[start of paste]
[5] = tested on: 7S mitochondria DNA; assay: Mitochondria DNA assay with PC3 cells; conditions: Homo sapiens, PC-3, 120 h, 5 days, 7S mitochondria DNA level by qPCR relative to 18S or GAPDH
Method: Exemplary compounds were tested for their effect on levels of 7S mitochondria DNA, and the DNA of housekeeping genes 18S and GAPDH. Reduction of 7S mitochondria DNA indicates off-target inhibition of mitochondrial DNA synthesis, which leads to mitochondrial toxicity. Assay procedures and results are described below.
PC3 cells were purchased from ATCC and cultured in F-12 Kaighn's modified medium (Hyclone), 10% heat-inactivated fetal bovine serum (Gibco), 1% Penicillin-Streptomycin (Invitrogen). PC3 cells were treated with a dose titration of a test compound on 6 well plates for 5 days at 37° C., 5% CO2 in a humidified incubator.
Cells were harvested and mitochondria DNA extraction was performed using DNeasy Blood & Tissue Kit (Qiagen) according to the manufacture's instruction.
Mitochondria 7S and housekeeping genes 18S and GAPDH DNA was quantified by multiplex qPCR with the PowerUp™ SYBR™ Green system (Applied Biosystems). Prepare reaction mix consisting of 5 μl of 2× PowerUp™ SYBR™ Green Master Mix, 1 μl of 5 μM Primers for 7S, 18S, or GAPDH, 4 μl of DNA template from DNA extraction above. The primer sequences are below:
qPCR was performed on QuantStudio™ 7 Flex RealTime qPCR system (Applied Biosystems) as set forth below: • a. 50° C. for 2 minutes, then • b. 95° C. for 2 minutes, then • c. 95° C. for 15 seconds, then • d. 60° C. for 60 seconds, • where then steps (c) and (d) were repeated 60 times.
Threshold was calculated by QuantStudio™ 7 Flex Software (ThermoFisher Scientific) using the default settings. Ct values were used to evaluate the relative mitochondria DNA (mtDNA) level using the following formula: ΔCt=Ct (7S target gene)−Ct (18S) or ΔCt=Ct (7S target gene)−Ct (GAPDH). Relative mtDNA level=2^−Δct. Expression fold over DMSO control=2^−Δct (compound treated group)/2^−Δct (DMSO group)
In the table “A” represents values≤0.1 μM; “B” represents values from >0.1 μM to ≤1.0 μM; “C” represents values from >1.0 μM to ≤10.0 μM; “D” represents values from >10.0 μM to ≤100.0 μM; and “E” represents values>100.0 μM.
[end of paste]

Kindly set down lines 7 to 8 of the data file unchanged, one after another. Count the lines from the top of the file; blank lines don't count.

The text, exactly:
Threshold was calculated by QuantStudio™ 7 Flex Software (ThermoFisher Scientific) using the default settings. Ct values were used to evaluate the relative mitochondria DNA (mtDNA) level using the following formula: ΔCt=Ct (7S target gene)−Ct (18S) or ΔCt=Ct (7S target gene)−Ct (GAPDH). Relative mtDNA level=2^−Δct. Expression fold over DMSO control=2^−Δct (compound treated group)/2^−Δct (DMSO group)
In the table “A” represents values≤0.1 μM; “B” represents values from >0.1 μM to ≤1.0 μM; “C” represents values from >1.0 μM to ≤10.0 μM; “D” represents values from >10.0 μM to ≤100.0 μM; and “E” represents values>100.0 μM.